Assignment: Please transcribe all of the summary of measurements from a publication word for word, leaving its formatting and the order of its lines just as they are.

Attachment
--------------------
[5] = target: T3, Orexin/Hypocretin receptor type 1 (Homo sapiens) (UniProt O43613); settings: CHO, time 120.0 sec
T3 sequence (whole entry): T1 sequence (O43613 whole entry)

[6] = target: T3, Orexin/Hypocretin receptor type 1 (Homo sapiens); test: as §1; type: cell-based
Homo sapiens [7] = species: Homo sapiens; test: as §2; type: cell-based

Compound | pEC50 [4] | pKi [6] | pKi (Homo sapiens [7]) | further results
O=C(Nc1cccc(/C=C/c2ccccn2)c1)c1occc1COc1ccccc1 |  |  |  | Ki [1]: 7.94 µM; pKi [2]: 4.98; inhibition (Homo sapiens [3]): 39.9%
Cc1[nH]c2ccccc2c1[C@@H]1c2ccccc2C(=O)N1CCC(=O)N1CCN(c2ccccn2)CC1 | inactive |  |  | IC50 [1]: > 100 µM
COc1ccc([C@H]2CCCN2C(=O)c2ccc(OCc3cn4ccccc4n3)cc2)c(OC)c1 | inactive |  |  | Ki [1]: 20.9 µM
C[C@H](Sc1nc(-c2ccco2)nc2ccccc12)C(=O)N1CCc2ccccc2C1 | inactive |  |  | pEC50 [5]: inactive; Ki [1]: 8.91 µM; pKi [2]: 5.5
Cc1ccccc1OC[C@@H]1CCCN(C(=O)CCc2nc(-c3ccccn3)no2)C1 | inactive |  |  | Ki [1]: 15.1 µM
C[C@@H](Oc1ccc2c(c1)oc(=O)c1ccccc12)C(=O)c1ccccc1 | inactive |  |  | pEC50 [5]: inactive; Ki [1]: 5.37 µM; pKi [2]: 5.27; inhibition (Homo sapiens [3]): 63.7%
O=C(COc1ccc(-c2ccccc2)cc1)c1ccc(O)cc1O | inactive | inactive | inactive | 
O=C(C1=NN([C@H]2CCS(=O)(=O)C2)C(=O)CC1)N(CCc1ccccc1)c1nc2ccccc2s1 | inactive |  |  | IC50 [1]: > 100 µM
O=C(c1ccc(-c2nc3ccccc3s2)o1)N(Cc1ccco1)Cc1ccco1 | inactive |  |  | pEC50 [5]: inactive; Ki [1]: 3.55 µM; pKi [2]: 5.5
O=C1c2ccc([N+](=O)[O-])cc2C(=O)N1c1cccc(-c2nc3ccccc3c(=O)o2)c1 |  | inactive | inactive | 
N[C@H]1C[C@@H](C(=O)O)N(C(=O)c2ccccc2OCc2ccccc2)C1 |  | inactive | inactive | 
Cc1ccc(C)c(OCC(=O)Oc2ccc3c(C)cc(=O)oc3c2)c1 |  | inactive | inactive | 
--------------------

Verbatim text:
[5] = target: T3, Orexin/Hypocretin receptor type 1 (Homo sapiens) (UniProt O43613); settings: CHO, time 120.0 sec
T3 sequence (whole entry): T1 sequence (O43613 whole entry)

[6] = target: T3, Orexin/Hypocretin receptor type 1 (Homo sapiens); test: as §1; type: cell-based
Homo sapiens [7] = species: Homo sapiens; test: as §2; type: cell-based

Compound | pEC50 [4] | pKi [6] | pKi (Homo sapiens [7]) | further results
O=C(Nc1cccc(/C=C/c2ccccn2)c1)c1occc1COc1ccccc1 |  |  |  | Ki [1]: 7.94 µM; pKi [2]: 4.98; inhibition (Homo sapiens [3]): 39.9%
Cc1[nH]c2ccccc2c1[C@@H]1c2ccccc2C(=O)N1CCC(=O)N1CCN(c2ccccn2)CC1 | inactive |  |  | IC50 [1]: > 100 µM
COc1ccc([C@H]2CCCN2C(=O)c2ccc(OCc3cn4ccccc4n3)cc2)c(OC)c1 | inactive |  |  | Ki [1]: 20.9 µM
C[C@H](Sc1nc(-c2ccco2)nc2ccccc12)C(=O)N1CCc2ccccc2C1 | inactive |  |  | pEC50 [5]: inactive; Ki [1]: 8.91 µM; pKi [2]: 5.5
Cc1ccccc1OC[C@@H]1CCCN(C(=O)CCc2nc(-c3ccccn3)no2)C1 | inactive |  |  | Ki [1]: 15.1 µM
C[C@@H](Oc1ccc2c(c1)oc(=O)c1ccccc12)C(=O)c1ccccc1 | inactive |  |  | pEC50 [5]: inactive; Ki [1]: 5.37 µM; pKi [2]: 5.27; inhibition (Homo sapiens [3]): 63.7%
O=C(COc1ccc(-c2ccccc2)cc1)c1ccc(O)cc1O | inactive | inactive | inactive | 
O=C(C1=NN([C@H]2CCS(=O)(=O)C2)C(=O)CC1)N(CCc1ccccc1)c1nc2ccccc2s1 | inactive |  |  | IC50 [1]: > 100 µM
O=C(c1ccc(-c2nc3ccccc3s2)o1)N(Cc1ccco1)Cc1ccco1 | inactive |  |  | pEC50 [5]: inactive; Ki [1]: 3.55 µM; pKi [2]: 5.5
O=C1c2ccc([N+](=O)[O-])cc2C(=O)N1c1cccc(-c2nc3ccccc3c(=O)o2)c1 |  | inactive | inactive | 
N[C@H]1C[C@@H](C(=O)O)N(C(=O)c2ccccc2OCc2ccccc2)C1 |  | inactive | inactive | 
Cc1ccc(C)c(OCC(=O)Oc2ccc3c(C)cc(=O)oc3c2)c1 |  | inactive | inactive | 